I love adventure. Given a choice between eating at TGI Friday's or at a Peruvian hot dog stand run by a syphilitic gypsy, my only question would be, "Do she need me to bring my own relish?" To some, it's a strange choice, but you're just not going to get any intrigue on the side of your jalepeno poppers at Friday's. This love of the unknown has been the catalyst behind an unbelievable amount of bizarre decisions by yours truly. One of these was deciding to take a trip with Danza and some assorted weinerbiscuits to Oklahoma to hit up some Indian casinos while all of us were seniors in high school. Just from that last statement, there are all of the requisite elements for a great story: gambling, teenage stupidity, and tribal government. Yet, the greatest part of the story has absolutely nothing to do with any of that.
Being a bit of a journey from Arlington, TX to the casinos in Oklahoma, our agenda for the trip included dinner. I don't remember how I came up with this place, but I was dead-set that we hit up this rib joint in Ardmore, just across the Oklahoma border. If it's like most of my dining tips, a vagrant at the bus station probably screamed it at me before hurling a cup of urine in my direction. Whatever the case, with sufficient weeping, I managed to convince my comrades that this was indeed the place for us, and after a minor amount of dicking around, we located the place. From the outside, it looked okay. Not great, but okay. I was a little disappointed, as I expect more in my travels.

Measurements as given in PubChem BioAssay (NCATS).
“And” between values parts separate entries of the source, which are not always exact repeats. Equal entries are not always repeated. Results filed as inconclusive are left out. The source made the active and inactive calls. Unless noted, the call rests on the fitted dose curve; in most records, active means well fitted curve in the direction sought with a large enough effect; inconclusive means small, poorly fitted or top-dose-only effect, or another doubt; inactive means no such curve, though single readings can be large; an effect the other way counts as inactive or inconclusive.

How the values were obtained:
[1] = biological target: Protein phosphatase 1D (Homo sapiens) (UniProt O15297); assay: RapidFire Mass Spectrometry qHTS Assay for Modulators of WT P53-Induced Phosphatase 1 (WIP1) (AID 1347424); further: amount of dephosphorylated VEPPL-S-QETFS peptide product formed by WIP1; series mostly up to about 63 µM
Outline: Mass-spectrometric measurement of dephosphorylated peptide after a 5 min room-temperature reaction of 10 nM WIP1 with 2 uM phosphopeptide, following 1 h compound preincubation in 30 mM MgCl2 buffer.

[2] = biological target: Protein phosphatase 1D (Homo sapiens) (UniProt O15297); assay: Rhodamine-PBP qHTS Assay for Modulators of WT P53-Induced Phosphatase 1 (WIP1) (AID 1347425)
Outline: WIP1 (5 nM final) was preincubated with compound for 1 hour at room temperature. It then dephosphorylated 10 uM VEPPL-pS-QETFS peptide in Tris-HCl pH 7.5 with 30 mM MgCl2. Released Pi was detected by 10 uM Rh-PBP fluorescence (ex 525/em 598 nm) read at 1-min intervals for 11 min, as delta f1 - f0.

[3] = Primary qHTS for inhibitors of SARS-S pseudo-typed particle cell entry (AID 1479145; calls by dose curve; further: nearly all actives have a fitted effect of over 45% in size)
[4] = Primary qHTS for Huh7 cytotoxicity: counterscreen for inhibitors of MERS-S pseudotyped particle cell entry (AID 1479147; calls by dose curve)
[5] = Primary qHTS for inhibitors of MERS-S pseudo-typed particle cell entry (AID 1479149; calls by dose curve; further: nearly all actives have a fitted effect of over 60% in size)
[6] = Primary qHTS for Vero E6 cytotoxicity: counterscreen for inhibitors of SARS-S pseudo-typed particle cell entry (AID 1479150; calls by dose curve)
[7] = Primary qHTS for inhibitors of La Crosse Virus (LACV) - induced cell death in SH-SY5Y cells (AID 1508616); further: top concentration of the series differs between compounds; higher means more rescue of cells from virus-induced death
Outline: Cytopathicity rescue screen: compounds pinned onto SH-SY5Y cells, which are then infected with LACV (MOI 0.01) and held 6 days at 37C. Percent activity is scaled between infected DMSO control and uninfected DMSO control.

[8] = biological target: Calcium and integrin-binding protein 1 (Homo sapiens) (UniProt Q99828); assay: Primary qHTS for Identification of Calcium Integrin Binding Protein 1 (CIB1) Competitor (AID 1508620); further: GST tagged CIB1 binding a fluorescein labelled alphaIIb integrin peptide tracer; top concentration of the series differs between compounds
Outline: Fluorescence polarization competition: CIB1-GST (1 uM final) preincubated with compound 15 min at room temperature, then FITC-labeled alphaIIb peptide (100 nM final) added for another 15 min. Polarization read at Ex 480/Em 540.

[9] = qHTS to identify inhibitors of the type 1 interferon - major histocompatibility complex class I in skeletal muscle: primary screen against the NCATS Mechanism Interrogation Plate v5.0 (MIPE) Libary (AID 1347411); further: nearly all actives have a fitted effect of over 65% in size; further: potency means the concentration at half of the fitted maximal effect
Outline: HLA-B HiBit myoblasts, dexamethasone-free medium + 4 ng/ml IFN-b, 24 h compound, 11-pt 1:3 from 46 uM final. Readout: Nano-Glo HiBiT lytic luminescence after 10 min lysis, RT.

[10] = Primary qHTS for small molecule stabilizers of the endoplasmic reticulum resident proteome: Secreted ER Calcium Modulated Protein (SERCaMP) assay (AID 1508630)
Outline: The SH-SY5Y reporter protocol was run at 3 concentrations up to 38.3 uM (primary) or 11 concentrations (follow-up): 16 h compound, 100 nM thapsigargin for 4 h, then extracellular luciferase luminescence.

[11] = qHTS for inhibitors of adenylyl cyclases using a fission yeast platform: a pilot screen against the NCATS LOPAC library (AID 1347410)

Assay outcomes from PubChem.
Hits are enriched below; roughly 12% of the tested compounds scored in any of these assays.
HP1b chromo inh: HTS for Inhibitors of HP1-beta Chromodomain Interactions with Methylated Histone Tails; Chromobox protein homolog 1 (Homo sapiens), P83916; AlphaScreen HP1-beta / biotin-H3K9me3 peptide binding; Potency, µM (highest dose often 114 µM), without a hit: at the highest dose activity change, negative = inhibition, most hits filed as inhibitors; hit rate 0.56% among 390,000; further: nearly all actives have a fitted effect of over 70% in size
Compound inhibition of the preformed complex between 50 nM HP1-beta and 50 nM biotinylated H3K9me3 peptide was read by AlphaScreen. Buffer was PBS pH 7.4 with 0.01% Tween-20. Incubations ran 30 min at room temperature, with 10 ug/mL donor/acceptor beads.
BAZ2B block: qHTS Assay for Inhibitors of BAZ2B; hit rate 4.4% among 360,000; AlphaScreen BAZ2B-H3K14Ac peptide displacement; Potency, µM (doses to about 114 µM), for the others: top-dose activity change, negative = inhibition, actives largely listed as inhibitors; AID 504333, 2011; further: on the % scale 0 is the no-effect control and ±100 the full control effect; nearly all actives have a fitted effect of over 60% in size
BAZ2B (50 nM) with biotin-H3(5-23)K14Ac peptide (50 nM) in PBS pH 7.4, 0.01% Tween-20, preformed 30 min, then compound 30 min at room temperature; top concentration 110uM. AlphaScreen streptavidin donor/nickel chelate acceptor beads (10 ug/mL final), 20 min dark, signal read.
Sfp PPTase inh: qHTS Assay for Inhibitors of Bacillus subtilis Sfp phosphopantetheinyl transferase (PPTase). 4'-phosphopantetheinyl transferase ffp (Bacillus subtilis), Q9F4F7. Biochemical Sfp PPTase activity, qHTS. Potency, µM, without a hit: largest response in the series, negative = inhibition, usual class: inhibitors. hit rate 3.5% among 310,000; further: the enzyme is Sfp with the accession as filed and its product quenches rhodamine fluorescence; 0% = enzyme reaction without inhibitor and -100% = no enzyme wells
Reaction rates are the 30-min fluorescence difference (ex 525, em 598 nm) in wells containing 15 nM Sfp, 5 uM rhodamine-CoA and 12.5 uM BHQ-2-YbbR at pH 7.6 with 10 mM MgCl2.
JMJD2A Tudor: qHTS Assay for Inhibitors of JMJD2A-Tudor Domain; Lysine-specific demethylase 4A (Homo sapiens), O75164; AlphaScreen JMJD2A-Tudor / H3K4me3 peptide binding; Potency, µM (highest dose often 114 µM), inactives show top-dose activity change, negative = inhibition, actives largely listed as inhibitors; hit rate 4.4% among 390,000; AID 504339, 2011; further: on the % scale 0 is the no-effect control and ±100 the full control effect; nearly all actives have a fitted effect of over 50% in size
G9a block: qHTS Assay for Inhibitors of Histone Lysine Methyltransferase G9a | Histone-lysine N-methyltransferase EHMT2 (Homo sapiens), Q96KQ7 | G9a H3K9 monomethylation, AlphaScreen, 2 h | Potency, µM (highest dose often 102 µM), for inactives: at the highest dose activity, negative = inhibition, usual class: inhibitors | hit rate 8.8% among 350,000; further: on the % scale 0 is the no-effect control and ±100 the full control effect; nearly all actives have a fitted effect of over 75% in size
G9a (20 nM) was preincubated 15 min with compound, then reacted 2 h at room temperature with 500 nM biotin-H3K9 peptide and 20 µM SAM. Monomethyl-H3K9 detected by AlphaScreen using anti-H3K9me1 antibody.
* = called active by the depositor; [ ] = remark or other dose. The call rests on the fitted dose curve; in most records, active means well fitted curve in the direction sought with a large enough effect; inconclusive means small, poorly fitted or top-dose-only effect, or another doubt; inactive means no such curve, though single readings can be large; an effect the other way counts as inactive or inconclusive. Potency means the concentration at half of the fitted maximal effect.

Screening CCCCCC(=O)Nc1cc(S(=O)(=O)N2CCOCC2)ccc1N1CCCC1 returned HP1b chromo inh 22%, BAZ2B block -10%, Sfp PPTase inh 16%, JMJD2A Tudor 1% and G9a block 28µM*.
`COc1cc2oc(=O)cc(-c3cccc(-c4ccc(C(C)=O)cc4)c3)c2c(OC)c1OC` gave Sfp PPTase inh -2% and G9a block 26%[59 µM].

As soon as we entered the place though, it became apparent why I was drawn there. Sitting in the middle of the room, wailing away at the piano, was this tiny, ancient black man. You only had to hear him for a minute to realize that he didn't cotton to society's idea of a song. For him, it was all about bangin' and hollerin', and I was loving every minute of it. Midway through our dinner, someone in the eatery yelled out a request. The piano player stopped what he was playing, scrunched up his brow for a minute, and launched into this opus. No amount of writing could describe the song that may or may not've been requested, but the only lyrics were:
Salt pea-nut! Salt pea-nut!
Salt pea-nut Salt! pea-nut!
He played that over and over again, for at least 30 minutes. It just wouldn't stop. As soon as you thought he'd hit the end of Salt Peanut, he found a coda and went back to the middle. The diners and the waitstaff were scratching their heads, wondering if this man had finally gone over the brink. Through the entire thing, I was bobbing my head, getting into the groove, and struggling over whether it'd be appropriate to throw my underwear at him. Eventually, he bowed to the pressure and played a different gibberish song. Those songs were good too, but they weren't up to the level of "Salt Peanut"; for me, no song since has been.
Ever since that day, whenever I see a bluesy guy taking requests, I always ask him to play "Salt Peanut". The usual response is, "Folks, there's a white boy up here trying to talk dirty to me." That is to say, no success yet as far as hearing Salt Peanut Part 2. To compensate, I've started belting the chorus to the song whenever I experience a personal triumph. Whether I'm around friends, family, or coworkers, if it's time for the Peanut to make an appearance, I'm not scared to bust out a few bars. I've even come up with a little dance for it. Sometimes, you just have to find the Salt Peanut within.Posted by Cody at March 23, 2004 6:27 PM